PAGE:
RIOTS-20 Hillsborough County – Rebuild Community-Based Businesses Grant Program

 

BE ON THE LOOKOUT

Broken.  Burned. Vandalized. Looted.

 Repair. Rebuild. Restock. Reopen.

Businesses that may be on the verge of thinking about recovering from months of executive-ordered shutdowns resulting from the global pandemic are now being victimized by domestic “civil unrest”.  Early estimates say 50-60 Hillsborough County businesses have been impacted.

The Hillsborough County Board of County Commissioners unanimously approved $3,000,000 in financial relief for businesses victimized by civil unrest (riots) on or after May 30, 2020. Reimbursement grants for expenditures above and beyond insurance proceeds will be awarded in amounts up to $50,000.

Eligible applicants are privately-held small businesses and non-profits with less than 25 full-time employees prior to May 29, 2020.  Sole proprietorships are eligible as well. Eligibility requirements incudes having been in operation prior to January 1, 2020 and have no outstanding debts to the county.   Eligible expenses are replacement of inventory, signage, equipment, furniture, and fixtures as well as physical repairs and painting.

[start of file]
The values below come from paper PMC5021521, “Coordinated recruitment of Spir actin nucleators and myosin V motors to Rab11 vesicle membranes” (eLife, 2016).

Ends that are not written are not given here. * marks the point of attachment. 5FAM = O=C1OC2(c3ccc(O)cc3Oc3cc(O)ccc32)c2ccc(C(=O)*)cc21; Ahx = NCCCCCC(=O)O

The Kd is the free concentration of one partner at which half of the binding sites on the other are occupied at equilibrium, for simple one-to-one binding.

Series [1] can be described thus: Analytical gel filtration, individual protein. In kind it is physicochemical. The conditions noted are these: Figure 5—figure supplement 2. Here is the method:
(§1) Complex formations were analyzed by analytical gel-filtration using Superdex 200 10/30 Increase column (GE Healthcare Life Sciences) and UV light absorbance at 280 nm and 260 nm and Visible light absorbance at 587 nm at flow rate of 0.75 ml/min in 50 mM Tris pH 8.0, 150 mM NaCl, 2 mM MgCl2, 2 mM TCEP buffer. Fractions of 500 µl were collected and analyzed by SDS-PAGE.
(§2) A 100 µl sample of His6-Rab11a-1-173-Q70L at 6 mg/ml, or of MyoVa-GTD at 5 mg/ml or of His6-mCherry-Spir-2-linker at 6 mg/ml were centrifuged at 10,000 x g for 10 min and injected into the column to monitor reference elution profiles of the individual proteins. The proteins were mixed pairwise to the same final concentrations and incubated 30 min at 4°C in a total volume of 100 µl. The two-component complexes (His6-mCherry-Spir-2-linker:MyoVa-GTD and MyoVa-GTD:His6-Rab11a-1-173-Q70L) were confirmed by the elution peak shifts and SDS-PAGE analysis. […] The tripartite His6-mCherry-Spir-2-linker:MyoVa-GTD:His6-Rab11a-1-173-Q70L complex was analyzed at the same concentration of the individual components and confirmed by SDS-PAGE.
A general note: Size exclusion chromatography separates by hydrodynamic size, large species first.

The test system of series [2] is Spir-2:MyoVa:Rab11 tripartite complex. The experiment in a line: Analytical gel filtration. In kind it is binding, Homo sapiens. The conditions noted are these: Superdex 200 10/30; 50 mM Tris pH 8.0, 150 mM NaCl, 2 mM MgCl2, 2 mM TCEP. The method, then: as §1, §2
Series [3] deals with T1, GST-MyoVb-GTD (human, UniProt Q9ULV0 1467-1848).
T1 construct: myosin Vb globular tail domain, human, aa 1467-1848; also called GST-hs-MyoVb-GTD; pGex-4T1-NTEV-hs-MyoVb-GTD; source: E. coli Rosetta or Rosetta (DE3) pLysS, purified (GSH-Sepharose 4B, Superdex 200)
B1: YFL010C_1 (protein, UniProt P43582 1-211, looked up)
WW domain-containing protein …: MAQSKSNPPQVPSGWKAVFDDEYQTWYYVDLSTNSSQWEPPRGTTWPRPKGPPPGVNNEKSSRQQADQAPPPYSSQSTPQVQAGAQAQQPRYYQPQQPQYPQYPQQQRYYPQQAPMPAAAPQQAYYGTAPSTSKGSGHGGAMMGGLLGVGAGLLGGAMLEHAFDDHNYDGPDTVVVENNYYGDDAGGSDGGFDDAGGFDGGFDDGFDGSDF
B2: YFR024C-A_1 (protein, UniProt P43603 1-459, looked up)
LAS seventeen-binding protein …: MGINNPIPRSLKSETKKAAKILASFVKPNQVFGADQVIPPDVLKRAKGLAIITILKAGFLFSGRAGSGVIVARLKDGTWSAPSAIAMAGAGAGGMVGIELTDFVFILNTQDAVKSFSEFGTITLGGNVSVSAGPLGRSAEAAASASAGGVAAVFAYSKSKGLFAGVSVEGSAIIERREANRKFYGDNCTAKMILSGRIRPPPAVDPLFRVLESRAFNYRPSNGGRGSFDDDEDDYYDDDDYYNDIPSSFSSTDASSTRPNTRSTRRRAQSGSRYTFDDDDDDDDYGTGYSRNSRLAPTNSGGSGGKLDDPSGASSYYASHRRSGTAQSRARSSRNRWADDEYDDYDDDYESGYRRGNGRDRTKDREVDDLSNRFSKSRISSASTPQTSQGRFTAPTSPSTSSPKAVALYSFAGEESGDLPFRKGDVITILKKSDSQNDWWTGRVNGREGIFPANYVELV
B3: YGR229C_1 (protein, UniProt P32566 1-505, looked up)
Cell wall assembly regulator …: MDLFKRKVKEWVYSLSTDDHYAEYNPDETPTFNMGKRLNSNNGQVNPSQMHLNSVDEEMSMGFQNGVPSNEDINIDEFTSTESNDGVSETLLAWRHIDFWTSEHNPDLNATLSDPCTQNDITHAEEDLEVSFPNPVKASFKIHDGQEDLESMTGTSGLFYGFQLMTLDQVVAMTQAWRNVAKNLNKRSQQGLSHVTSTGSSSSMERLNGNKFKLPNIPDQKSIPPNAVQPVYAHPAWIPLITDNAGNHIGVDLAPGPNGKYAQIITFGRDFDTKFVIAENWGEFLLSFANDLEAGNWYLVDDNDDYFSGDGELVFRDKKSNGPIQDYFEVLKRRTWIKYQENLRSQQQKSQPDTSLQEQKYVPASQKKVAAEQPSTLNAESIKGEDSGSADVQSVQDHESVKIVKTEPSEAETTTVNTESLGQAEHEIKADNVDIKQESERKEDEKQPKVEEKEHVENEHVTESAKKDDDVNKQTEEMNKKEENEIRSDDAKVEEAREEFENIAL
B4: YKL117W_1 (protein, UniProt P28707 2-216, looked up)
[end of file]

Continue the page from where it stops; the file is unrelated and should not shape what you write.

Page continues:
Required documentation will more than likely consist of proof of being a Hillsborough County Business, police report(s), insurance claim(s), and receipts/invoices.

 We strongly encourage small businesses of other cities and counties to call or go online to see if a similar program is available.  We also encourage you to follow your city or town and county on social media for Civil Unrest developments. 

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COVID-19 Employer Payroll Tax Deferral UPDATED

Updated 06/05/2020   SBA PPP Loan Forgiveness recipients, upon Paycheck Protection Program Flexibility Act becoming law, can now defer the employer share of Social Security and Medicare payroll taxes incurred through the end of the year.  Previously, SBA PPP Loan recipients could only defer amounts incurred until the PPP loan was forgiven.

“Section 2302 of the CARES Act provides that the payment and deposit of the employer’s share of the social security portion of FICA tax and the employer’s share of the social security portion of RRTA tax for deposits that are due to be made during the period beginning on March 27, 2020, and ending before January 1, 2021, is not due before December 31, 2021 (for the first 50 percent of the liability), and December 31, 2022 (for the remaining 50 percent of the liability).”